- Garbage in, garbage out. Even without the debatable application of “deep-learning”, security teams have their work cut out. SIEMs are only as good as the data fed to them and subject to the accuracy of both their own rulesets and those of the security devices feeding the SIEM. Like examining events in near real-time from a single firewall, being swamped in false positives remains a danger. Conversely, throttling off alert levels can mean significant incidents go unnoticed.
At TechHQ we’ve examined two SIEM solutions which we feel warrant your consideration. If you’re considering changing your security management system, or are taking the next step up to automate your existing SOC’s operations, read on. Some aspects we think you might consider:
- Proprietary or open source? The latter requires investment in time to deploy and secure, and also to configure according to particular need. Proprietary systems should come with a level of personalization already included in the purchase price. Advocates of both platform types will debate whose systems are inherently more secure – an argument not entered into here.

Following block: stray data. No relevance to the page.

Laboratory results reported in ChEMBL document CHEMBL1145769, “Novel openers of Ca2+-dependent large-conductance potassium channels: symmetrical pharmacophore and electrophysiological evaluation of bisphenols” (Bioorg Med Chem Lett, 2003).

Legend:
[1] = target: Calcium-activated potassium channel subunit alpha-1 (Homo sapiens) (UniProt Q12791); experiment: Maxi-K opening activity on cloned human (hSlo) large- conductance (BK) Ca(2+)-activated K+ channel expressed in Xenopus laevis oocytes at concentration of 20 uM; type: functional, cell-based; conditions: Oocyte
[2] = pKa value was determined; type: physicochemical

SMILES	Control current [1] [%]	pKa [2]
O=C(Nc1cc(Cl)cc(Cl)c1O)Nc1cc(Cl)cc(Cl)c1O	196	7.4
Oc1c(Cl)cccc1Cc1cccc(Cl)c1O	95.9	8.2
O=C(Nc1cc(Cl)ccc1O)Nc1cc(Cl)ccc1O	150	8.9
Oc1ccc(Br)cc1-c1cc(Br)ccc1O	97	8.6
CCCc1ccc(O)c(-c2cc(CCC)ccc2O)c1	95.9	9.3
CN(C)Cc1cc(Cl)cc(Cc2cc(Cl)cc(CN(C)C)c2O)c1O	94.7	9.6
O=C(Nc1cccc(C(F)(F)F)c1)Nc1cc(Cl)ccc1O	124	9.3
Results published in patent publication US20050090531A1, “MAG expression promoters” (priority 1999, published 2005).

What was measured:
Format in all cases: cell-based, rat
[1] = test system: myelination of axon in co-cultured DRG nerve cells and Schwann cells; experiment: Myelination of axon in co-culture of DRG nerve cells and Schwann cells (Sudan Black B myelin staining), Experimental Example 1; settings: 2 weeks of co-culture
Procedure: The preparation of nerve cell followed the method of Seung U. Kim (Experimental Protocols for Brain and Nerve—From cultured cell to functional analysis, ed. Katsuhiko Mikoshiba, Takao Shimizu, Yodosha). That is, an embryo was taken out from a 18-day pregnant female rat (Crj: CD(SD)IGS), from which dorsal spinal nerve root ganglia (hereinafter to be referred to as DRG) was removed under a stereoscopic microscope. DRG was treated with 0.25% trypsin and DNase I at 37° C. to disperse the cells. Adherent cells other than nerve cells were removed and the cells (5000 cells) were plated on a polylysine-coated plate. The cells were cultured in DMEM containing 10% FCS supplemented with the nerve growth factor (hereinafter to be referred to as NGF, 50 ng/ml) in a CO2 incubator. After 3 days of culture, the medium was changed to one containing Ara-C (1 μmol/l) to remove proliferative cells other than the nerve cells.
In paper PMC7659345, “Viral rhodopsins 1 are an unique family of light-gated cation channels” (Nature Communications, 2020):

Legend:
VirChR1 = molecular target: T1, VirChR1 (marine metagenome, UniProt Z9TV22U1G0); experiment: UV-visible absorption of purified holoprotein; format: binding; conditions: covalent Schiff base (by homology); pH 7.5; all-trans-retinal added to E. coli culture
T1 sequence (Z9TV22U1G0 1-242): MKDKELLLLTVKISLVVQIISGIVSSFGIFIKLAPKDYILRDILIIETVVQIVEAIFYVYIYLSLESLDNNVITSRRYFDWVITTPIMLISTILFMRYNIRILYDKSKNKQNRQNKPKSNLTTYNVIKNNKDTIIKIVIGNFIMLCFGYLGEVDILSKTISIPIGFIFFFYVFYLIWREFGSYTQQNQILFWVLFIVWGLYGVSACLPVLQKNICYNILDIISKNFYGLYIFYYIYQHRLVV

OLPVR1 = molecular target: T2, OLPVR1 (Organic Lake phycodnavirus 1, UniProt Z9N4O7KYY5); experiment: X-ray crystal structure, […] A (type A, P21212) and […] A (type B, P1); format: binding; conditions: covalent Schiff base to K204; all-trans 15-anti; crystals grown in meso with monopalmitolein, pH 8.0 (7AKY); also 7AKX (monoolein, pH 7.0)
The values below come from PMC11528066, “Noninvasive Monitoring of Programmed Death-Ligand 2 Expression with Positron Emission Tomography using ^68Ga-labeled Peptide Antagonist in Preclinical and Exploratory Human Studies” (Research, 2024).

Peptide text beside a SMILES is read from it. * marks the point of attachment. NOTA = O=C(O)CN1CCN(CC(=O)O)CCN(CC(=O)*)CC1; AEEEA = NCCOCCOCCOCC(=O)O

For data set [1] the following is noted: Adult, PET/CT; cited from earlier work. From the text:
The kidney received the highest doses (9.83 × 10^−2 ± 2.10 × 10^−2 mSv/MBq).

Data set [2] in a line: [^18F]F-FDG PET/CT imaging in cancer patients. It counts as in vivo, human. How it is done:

- Legacy systems and future topology. New SIEM solutions should be able to work alongside existing SIEM provisions, if they exist, as well as – naturally – be able to take input from all types of security devices. Additionally, can SIEMs be deployed in the cloud, in-house, or both? If your organization is undergoing a digital transformation at present, will the envisaged network topology be covered by the SIEM solution you choose?
- Real-time monitoring. SIEMs traditionally work on logs, but events need correlation in real-time, or in as close to real-time as possible. Many SIEMs now attempt to aggregate flags raised by different systems concerning the same event, in order to cut down on the overall number of alerts that require human intervention.
- Incident response routines. Damage limitation and a fast turnaround in recovery are essential. These start with an organized, pre-defined policy of breach management response, established in advance and followed carefully – modern SIEMs can lead this.